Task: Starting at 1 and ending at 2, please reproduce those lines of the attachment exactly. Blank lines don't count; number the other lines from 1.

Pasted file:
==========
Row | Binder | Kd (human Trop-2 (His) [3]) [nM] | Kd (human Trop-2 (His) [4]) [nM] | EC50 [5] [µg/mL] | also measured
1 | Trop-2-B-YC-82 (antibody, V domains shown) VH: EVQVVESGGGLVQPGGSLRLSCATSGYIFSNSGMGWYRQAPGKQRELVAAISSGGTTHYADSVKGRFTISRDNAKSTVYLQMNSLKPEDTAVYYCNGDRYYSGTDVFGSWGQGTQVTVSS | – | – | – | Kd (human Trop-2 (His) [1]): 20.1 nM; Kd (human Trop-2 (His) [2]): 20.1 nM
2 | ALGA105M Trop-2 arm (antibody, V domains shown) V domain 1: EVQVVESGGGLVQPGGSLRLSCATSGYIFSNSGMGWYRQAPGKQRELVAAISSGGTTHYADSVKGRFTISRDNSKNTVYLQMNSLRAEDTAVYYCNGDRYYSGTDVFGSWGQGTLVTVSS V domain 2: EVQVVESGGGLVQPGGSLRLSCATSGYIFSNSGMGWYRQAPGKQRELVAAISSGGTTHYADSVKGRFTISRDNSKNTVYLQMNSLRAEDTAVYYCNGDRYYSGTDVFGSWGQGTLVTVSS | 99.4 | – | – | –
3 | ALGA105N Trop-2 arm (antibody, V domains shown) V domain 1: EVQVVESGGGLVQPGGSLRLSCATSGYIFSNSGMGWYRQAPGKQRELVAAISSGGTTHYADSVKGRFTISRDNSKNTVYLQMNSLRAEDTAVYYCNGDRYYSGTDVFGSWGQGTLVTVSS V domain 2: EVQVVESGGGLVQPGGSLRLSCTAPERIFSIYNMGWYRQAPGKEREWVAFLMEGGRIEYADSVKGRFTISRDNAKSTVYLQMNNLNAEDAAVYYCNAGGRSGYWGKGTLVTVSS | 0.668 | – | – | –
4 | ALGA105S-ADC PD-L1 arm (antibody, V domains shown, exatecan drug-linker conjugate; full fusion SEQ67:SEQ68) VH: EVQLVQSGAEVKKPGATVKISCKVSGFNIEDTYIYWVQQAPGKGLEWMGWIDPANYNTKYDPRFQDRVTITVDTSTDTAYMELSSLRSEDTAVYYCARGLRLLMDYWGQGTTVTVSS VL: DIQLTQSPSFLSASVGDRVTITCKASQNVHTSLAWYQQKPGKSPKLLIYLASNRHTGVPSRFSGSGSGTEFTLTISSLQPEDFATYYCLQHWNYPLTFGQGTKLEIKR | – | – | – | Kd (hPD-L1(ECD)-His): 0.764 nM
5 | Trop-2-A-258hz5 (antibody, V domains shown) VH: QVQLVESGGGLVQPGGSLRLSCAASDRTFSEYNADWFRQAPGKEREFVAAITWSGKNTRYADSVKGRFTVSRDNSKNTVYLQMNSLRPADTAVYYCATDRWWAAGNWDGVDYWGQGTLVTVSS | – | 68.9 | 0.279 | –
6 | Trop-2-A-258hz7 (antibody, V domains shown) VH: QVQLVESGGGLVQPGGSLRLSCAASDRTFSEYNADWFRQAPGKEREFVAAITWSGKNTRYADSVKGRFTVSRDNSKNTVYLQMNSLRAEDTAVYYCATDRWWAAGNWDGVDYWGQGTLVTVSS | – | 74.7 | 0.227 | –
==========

Row | Binder | Kd (human Trop-2 (His) [3]) [nM] | Kd (human Trop-2 (His) [4]) [nM] | EC50 [5] [µg/mL] | also measured
1 | Trop-2-B-YC-82 (antibody, V domains shown) VH: EVQVVESGGGLVQPGGSLRLSCATSGYIFSNSGMGWYRQAPGKQRELVAAISSGGTTHYADSVKGRFTISRDNAKSTVYLQMNSLKPEDTAVYYCNGDRYYSGTDVFGSWGQGTQVTVSS | – | – | – | Kd (human Trop-2 (His) [1]): 20.1 nM; Kd (human Trop-2 (His) [2]): 20.1 nM